“Our reach is as big as national newspapers each day and all have asked to hear about what we do,” says Roughan Mac Namara, advocacy manager. “We’re not just taking our traditional form of communication and putting it online. We see it as a separate communications tool and adapt for a social media audience.”

Challenging environment
Social media is a gift for charities that need to communicate with their supporters while keeping costs low. Blogs, podcasts and online forums, as well as networks such as Facebook, Twitter and YouTube mean charities can interact with their supporters and beneficiaries to an unprecedented extent.

However, online fundraising is still limited. “Online is really important but only counts for around 10-11 per cent of donations,” says Anne Hanniffy, chief executive of Fundraising Ireland. She says the key to successful fundraising is to make it easy to give.

“Donations are down. It’s a challenging environment. Fundraisers are working twice as hard for less money. We have to be as smart as the corporates in terms of marketing, PR, advertising campaigns. Things need to be really easy for the consumer.”

A recent development in the Irish market is the ability to donate by mobile phone. January saw the launch of LikeCharity, a mobile donation platform that allows customers to text a donation to a charity of their choice and have the money debited from their phone credit or added to their bill.

Importantly, 100 per cent of the donation goes to charity, the first time this has existed in the Irish market.

“This time last year, if you made a €1 donation, 60 per cent would go to the mobile phone company,” says Hanniffy. “Mobile donations will really help us.”

She expects to see more mobile services, such as the ability to set up a standing order on your phone, over the next few years. “We have one platform at the moment but other organisations are looking to enter the market. Charities like an aggregator.”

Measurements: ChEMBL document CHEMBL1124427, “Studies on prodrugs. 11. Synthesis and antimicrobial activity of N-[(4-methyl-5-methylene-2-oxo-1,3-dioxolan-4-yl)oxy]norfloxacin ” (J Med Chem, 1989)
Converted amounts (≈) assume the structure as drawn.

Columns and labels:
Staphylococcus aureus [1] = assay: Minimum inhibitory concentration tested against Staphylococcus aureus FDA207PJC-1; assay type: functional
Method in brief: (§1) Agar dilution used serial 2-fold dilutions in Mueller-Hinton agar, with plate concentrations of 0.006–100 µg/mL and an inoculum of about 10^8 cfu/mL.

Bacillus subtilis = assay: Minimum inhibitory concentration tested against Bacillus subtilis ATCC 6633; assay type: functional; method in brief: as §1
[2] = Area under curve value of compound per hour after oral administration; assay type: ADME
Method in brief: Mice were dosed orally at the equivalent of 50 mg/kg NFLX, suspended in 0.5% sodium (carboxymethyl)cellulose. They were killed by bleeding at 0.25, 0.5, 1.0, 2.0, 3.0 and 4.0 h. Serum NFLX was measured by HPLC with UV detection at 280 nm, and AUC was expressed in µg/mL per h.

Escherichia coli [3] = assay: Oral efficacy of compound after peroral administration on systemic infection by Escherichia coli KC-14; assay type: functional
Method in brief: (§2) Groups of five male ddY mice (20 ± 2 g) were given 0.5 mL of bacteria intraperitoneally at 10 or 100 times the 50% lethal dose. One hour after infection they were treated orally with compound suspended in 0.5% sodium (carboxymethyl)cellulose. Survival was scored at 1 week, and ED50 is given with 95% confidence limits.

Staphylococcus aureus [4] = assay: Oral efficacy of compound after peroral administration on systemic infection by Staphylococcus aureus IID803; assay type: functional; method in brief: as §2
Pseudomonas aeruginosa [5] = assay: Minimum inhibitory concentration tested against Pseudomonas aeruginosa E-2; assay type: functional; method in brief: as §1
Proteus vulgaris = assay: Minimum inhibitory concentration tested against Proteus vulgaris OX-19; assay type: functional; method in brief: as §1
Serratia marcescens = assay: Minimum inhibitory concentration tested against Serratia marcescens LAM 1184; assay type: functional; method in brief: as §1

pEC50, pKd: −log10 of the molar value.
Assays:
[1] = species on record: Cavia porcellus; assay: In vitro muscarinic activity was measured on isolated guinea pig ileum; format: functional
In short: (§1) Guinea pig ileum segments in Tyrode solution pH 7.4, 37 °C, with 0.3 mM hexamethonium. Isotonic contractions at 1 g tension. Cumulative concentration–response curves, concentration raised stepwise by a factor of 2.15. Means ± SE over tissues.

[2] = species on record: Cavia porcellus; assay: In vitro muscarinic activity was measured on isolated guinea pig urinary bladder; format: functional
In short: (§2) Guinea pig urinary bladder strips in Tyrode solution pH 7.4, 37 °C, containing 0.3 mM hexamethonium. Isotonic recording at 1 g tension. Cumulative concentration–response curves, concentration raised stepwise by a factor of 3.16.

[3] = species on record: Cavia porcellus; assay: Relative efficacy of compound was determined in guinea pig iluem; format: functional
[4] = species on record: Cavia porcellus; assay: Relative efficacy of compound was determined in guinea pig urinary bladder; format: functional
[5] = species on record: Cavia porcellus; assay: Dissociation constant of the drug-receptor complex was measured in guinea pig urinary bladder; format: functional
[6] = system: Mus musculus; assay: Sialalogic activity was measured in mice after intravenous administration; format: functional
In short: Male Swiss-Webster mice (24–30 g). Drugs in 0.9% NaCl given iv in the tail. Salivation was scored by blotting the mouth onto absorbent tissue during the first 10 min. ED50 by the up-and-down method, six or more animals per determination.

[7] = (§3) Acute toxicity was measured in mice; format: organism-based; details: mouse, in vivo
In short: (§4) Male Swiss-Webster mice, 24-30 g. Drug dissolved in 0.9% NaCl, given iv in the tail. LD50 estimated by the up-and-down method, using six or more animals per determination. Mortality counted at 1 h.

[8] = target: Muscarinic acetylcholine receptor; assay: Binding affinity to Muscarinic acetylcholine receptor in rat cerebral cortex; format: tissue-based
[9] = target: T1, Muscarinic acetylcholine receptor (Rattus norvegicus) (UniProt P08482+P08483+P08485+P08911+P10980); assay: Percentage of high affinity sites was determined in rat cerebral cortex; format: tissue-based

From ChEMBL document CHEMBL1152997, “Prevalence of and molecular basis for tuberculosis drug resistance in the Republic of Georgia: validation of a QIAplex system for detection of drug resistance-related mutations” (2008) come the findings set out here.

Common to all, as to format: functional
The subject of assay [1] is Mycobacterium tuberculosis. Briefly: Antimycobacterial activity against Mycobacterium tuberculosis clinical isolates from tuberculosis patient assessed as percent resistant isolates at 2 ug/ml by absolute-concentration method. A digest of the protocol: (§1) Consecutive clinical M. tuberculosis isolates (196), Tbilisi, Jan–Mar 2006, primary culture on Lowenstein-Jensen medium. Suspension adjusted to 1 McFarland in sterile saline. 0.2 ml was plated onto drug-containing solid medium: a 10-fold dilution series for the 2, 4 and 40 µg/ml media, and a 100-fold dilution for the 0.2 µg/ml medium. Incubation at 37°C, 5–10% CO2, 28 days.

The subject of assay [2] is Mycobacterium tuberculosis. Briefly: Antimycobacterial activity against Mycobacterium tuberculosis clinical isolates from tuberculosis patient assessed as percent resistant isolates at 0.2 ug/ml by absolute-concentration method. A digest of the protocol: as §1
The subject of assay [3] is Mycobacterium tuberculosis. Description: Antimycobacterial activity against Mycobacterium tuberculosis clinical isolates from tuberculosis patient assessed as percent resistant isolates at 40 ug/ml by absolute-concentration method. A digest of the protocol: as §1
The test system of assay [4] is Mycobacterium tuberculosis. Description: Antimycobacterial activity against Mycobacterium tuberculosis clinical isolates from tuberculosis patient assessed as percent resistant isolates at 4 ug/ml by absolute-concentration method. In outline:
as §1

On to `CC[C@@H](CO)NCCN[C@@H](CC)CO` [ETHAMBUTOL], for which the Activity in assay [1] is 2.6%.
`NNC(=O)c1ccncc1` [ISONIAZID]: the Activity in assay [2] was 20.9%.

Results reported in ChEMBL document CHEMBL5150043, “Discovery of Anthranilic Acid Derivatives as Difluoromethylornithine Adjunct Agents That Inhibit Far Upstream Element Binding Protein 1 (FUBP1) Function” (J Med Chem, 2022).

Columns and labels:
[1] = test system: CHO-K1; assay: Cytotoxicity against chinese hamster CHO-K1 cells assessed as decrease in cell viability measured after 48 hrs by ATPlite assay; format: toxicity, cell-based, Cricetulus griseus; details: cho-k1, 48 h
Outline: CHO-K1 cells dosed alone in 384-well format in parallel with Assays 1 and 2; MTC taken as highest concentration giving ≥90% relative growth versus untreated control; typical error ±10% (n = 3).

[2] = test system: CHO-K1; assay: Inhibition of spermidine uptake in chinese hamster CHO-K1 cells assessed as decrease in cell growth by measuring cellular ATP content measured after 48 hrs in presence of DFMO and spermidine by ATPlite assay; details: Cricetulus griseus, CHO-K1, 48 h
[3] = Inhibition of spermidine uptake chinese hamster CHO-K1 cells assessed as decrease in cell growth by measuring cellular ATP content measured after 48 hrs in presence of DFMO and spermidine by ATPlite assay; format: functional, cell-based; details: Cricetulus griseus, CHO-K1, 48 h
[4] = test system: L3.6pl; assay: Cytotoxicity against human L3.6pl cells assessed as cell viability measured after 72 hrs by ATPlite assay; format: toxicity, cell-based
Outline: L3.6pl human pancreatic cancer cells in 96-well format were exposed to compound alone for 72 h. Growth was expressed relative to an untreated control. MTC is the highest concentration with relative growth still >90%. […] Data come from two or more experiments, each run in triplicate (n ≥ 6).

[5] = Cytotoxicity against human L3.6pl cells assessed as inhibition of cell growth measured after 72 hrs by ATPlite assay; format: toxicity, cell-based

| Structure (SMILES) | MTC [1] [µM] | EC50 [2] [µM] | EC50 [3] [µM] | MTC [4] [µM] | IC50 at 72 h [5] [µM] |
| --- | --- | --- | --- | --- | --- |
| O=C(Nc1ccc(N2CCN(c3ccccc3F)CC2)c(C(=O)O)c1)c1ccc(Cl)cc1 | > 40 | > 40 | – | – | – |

Garvey says third parties are vital in encouraging innovation. “There are more and more support and infrastructure groups making their services available to help organisations think differently.”

She points to initiatives such as FundIt, a crowdsourcing fund for arts projects, and Social Entrepreneurs Ireland, which provides seed funding for entrepreneurs who want to solve a social problem, as examples of organisations that foster innovation.

Innovative thinking
She believes collaboration is key to innovation in the charity sector, a belief that will soon be tested with the launch of Deal Effect, a daily deals website with 11 per cent of the purchase price going to the customer’s nominated charity.

Deal Effect is a joint venture between The Wheel, which put up seed funding for a feasibility study, and 31 charities which have invested anything from €1,500 to €5,000. Charity investment made up 25 per cent of the funding, with the remaining 75 per cent coming from the private sector.

“We’re going in together because we believe new, innovative thinking is needed to bring in new income, bearing in mind the risk averse nature of the sector,” says Garvey. “We pooled the risk.

“It’s never done before in Ireland. If we can make it a success, we can repeat it. A small amount of money can release money from elsewhere.”

She says she’d like to see more collaboration in the sector, as well as the availability of seed funding to encourage charities to try new ventures.

“It would be great to have a fund upfront and invite applications. It would inspire limited risk-taking.”